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Monday, 7 September 2015

Welcome to National Transplant Week 2015


1 in 3 people will die today whilst waiting for a lung transplant. Introduction to an opt-out system in England is vital for us to develop as a country that is keen to provide people with lifelong conditions an opportunity to have a second chance at life.

As young people we are drawn towards more opportunities to understand organ donation through an emerging generation of bloggers/vloggers who write the details of their transplant journey to their 100s maybe 1000s of followers in the hope of encouraging more discussion into Organ Donation and for more names to emerge onto the register. Emma Jane Kingston was one of those. Back in 2011 I was introduced to her infectious, positive and intelligent personality through both of her Tumblr blog and her YouTube videos. It was clear Emma engaged with her audience on a level like nobody else, she was like any other teenage girl talking about boys, friendships and things which she enjoyed, but little did I know Emma suffered from Cystic Fibrosis. Cystic Fibrosis is an inherited disease caused by a faulty gene. This gene controls movement of salt and water in and out of your cells, meaning the lungs and digestive system becoming clogged with mucus. This makes breathing and digesting food very difficult, something in life we often take for granted and don’t realise how much of a necessity it is. A lung transplant is often the only option for somebody with Cystic Fibrosis to sustain a better quality of life. Emma was somebody who made it comfortable and relaxed to discuss the importance of organ donation and it’s why I am so passionate in talking more about it.

Organ Donation is the most selfless acts any individual can perform in their lifetime and by obtaining an Organ Donor card you are able to save the lives of 8 people and change the lives of many more through the agreement to becoming an organ donor. I often wonder why not enough people are signed up as organ donors in recent days with so many positive stories of transplantation emerging through the media. We are surrounded by human beings in the street that may not aesthetically look physically unwell but are in dire need of a transplant to save their life. Wherever we go when our lives come to an end we won’t need our organs, often of which are healthy and needed so desperately by somebody else in the UK. Since signing up to the register when I was around 17/18 it has only played on my mind because I am so driven in raising the profile and awareness of the topic for young people.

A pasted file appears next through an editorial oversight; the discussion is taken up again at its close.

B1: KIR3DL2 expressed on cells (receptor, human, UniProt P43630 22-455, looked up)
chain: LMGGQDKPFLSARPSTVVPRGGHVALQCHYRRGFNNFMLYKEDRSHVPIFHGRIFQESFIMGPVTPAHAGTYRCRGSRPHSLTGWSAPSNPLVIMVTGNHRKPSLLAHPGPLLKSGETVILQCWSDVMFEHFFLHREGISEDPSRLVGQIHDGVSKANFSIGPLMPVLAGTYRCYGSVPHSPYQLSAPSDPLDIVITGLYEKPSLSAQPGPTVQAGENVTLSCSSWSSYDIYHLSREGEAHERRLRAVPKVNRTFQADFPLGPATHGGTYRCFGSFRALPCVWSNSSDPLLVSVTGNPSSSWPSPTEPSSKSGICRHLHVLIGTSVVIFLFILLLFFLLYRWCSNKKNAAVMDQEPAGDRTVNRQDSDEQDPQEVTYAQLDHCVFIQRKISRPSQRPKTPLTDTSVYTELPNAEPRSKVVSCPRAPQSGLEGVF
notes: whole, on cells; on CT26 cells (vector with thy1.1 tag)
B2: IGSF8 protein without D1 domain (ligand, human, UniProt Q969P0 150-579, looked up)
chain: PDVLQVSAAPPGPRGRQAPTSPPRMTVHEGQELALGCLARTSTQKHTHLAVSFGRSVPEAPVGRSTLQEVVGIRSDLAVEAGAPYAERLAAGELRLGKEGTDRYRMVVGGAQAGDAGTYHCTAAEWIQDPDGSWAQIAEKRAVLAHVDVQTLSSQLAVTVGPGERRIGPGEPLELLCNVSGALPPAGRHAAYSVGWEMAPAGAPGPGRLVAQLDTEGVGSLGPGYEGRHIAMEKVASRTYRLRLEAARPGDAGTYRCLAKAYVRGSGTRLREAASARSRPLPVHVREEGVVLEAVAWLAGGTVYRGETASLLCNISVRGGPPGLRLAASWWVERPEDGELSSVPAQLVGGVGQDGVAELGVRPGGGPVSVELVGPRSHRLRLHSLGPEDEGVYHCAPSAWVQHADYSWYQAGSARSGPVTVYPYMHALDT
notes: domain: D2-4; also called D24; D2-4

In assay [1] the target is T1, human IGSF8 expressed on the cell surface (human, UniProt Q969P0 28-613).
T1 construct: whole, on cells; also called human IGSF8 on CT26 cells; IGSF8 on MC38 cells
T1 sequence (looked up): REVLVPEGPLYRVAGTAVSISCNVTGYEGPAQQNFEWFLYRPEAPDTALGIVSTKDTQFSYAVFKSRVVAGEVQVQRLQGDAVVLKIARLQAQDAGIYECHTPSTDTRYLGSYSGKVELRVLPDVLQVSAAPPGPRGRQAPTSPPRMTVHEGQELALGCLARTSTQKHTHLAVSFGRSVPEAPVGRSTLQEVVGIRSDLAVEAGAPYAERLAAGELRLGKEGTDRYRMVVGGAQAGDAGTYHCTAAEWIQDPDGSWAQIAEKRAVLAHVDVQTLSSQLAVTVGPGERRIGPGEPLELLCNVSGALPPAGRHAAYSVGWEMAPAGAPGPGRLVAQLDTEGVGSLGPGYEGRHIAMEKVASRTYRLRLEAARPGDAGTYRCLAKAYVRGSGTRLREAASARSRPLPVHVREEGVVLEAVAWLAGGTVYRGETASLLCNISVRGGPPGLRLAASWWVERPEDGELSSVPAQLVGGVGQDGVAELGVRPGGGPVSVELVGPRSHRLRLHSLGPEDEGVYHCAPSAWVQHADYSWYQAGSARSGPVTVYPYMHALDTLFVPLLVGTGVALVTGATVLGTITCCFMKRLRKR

As part of National Transplant Week this week organised by the National Health Service I am formulating together a week long feature of interviews and discussions into Organ Donation, talking to a range of individuals who have had transplants or are on the waiting list and professionals engaged in promoting the awareness of Organ Donation. By achieving this I hope it will encourage young people to have open discussions about organ donation and hopefully encourage more names to emerge onto the register. I really hope you'll join me in raising the profile.

Just recently I got talking to Katie Gammon, I knew of her story and her blog for the last couple of years following her story as she underwent a double lung transplant at the tender age of 15. Katie was determined and really raised the profile of organ donation whilst battling rejection of her lung transplant. I was really looking forward to having Katie be a part of this week after all the work she has done previously with becoming an advocate for Live Life Give Life. Sadly just days after her 17th birthday Katie passed away, I'm speechless with what to say right now and don't think I will ever find the words. Katie was just a naturally approachable, positive and 'normal' teenager who wanted to live her life to it's fullest and I'm gutted another light has gone out. I am assured and positive her legacy and fight will continue through the people she met and lives she touched in her short life. Today marks the day she'll be put to rest surrounded by the people's hearts she touched the most, I urge you'll all spare a thought for her family and friends today. This first post and entire week is just as much a tribute to her as it is to Emma and every other young person who has died before receiving a life saving transplant.

so let's do this,
remember to sign up to be a organ donor you can go online and it'll take you 2 Minutes to complete.

thanks for reading,



2 comments:

  1. This is a great post! I signed up to be an organ donor a few years ago.. I think it's so important! xx

    Sam // Samantha Betteridge

    ReplyDelete
    Replies
    1. Ah thanks for reading the post hun, hope you got loads from the week's posts!

      Em x

      Delete

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